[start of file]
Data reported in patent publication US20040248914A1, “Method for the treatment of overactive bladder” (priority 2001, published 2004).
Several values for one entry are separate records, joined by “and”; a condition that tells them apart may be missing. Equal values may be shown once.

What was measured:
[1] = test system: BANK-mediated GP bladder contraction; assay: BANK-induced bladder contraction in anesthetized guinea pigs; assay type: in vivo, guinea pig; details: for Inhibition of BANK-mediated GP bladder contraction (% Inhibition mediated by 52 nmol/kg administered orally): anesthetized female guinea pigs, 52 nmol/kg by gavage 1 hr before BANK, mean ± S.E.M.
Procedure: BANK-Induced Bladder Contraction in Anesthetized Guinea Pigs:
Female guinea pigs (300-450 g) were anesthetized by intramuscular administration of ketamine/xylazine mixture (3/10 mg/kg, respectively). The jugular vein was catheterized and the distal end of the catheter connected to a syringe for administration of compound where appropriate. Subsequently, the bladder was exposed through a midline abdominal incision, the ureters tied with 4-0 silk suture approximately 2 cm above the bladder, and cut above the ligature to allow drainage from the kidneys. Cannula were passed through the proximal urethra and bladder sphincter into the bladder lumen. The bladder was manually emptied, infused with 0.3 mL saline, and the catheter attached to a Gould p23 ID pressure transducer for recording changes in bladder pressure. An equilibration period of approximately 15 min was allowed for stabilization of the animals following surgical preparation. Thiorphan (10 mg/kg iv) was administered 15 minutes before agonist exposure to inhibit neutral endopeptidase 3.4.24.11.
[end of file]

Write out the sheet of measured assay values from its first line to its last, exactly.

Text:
Data reported in patent publication US20040248914A1, “Method for the treatment of overactive bladder” (priority 2001, published 2004).
Several values for one entry are separate records, joined by “and”; a condition that tells them apart may be missing. Equal values may be shown once.

What was measured:
[1] = test system: BANK-mediated GP bladder contraction; assay: BANK-induced bladder contraction in anesthetized guinea pigs; assay type: in vivo, guinea pig; details: for Inhibition of BANK-mediated GP bladder contraction (% Inhibition mediated by 52 nmol/kg administered orally): anesthetized female guinea pigs, 52 nmol/kg by gavage 1 hr before BANK, mean ± S.E.M.
Procedure: BANK-Induced Bladder Contraction in Anesthetized Guinea Pigs:
Female guinea pigs (300-450 g) were anesthetized by intramuscular administration of ketamine/xylazine mixture (3/10 mg/kg, respectively). The jugular vein was catheterized and the distal end of the catheter connected to a syringe for administration of compound where appropriate. Subsequently, the bladder was exposed through a midline abdominal incision, the ureters tied with 4-0 silk suture approximately 2 cm above the bladder, and cut above the ligature to allow drainage from the kidneys. Cannula were passed through the proximal urethra and bladder sphincter into the bladder lumen. The bladder was manually emptied, infused with 0.3 mL saline, and the catheter attached to a Gould p23 ID pressure transducer for recording changes in bladder pressure. An equilibration period of approximately 15 min was allowed for stabilization of the animals following surgical preparation. Thiorphan (10 mg/kg iv) was administered 15 minutes before agonist exposure to inhibit neutral endopeptidase 3.4.24.11.